The reason Boart Longyear’s share price did not get hammered far harder than it did on Monday comes down to the extreme cyclicality of the mining services sector.
This stock is as hairy-chested a punt on an uptick in the mining exploration cycle as any. And that uptick had better come quickly.
Two years ago, Boart was tracking $US356 million in earnings (EBITDA) and a share price above $3. In the latest half, EBITDA came in at a measly $US27 million and the company is being rapidly subsumed by the interest payments on its debt.
Unlike Forge, for instance, Boart has a high-tech products division that manufactures rig equipment. That could be sold. And it is the biggest owner and hire group of drill rigs in the world by a long shot.
Still, it faces an uphill battle to survive with its equity intact. The release of Boart’s 2013 earnings on Monday paints a sombre picture.
Earnings as measured in EBITDA have all but evaporated. In the final three months of the half it managed only $US8 million.
To be fair to Boart, the December and January months are the seasonally low months. With its drill rig capacity utilisation running at historic lows, however, the outlook for the present six months is difficult. It is fair to expect that with such low capacity utilisation pricing pressure on any new contract, wins will continue to be intense.
Just last October in its management update after its emergency debt refinancing, the commitment was to achieve a target net debt level of less than one times its cyclical low in its EBITDA. The prospect of achieving this is slim given it would require net debt to be slashed by $US500 million.
A few basics: Boart is carrying about $US600 million in gross debt, its annualised EBITDA run-rate, applying the most recent half year, is $US54 million.
The group has annualised cash interest commitments of $US52 million and its normalised capex requirements – just to maintain the drill rig fleet alone – run between $US50 million and $US75 million, according to an October 2013 refinancing presentation.
It is now flagging a 2014 maintenance capex spend of just $US25 million. Management is keen to provide comfort to bond investors, that they will receive their coupon payments, though questions may be raised by the group’s competitors about drill rig fleet quality if maintenance capex is cut to the bone.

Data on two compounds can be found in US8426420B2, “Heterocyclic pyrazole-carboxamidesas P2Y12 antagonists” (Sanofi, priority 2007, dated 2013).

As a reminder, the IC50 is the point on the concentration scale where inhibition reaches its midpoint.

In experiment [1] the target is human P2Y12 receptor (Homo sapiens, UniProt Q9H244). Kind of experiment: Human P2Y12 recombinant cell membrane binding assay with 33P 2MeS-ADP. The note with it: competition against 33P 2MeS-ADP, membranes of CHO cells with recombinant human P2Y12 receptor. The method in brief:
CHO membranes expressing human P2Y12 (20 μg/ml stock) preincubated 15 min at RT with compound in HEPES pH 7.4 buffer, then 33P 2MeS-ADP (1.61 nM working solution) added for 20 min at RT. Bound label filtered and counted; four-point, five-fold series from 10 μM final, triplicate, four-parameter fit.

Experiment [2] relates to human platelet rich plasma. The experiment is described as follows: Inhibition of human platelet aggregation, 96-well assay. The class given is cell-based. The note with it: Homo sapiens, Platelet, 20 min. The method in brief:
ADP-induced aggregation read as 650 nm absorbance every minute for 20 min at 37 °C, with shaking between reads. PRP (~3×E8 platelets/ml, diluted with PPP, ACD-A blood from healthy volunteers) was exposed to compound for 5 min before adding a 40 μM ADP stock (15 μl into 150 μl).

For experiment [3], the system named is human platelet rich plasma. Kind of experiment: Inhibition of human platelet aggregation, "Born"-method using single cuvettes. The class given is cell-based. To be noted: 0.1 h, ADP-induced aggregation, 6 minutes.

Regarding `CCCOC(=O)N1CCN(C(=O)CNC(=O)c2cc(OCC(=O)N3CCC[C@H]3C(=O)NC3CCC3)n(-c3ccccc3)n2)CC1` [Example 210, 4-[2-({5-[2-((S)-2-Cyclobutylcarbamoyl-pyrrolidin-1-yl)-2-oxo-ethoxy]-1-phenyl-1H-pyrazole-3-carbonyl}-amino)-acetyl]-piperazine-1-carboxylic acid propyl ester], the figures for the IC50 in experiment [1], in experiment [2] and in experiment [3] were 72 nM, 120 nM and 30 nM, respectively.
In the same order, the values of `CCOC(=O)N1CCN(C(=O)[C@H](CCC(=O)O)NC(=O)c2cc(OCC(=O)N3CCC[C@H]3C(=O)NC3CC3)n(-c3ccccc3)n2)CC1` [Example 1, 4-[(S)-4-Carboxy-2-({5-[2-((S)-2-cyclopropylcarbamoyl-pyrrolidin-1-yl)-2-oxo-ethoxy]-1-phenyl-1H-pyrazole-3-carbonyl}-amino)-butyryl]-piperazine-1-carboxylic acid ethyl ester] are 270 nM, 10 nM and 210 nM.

Its main rival, Canadian-based Major Drilling, although facing the same sector headwinds, is net cash and doesn’t have pesky bond-holder coupon payments to worry about.
Boart’s net debt has not blown out in the past six months as Boart has undergone an aggressive working capital release.
But the problem is that working capital can be released only once and it appears that management has already taken the low hanging fruit, having reached its goal of reducing inventory levels down to $US300 million, with December inventory standing at $US299 million.
Cost reductions are offset by pricing declines in the high single digits and continued pricing pressure seems highly likely with utilisation rates so low.
Current drill rig capacity utilisation is running at roughly 30 per cent (it was 45 per cent in the June quarter) and as pricing pressure is only really starting to bite now Boart is in a fight for its life. It has announced yet another deal on its key senior bank debt covenants – the third such renegotiation in the space of six months.
Bear in mind, this is a company that in 2009 trebled its shares on issue via a deeply discounted jumbo recapitalisation. At the time of the last recap, Boart’s shares were trading at 44¢ with the new issue priced at 27¢ ($4.40 and $2.70 in present-day terms given a 10-for-one share consolidation in May 2010).
So Boart has form when it comes to putting the hat around. It was only in October last year that the board said there was no current intention to raise fresh equity to address the highly geared capital structure.
It was effectively rolling the dice, punting on the prospect of a turnaround in market sentiment.
Now all options are on the table – including asset sales and equity raisings – in order to reduce leverage to a more sustainable level through the cycle.
This may be a bitter pill to swallow for existing shareholders, but what are the alternatives?
Will institutional investors be prepared to tip in again given past raisings, present fundamentals and the uncertainty of a near-term upswing in the cycle?
And is there enough free cash flow to service interest payments if things don’t pick up? The holders of that $US600 million in debt might be looking for a pre-emptive exit.
Management flagged on Monday’s conference call that it would not be until late March when a clearer picture emerged of how utilisation was shaping up for 2014. Having rolled the dice and taken the company to the brink, the board has some tough decisions to make come April.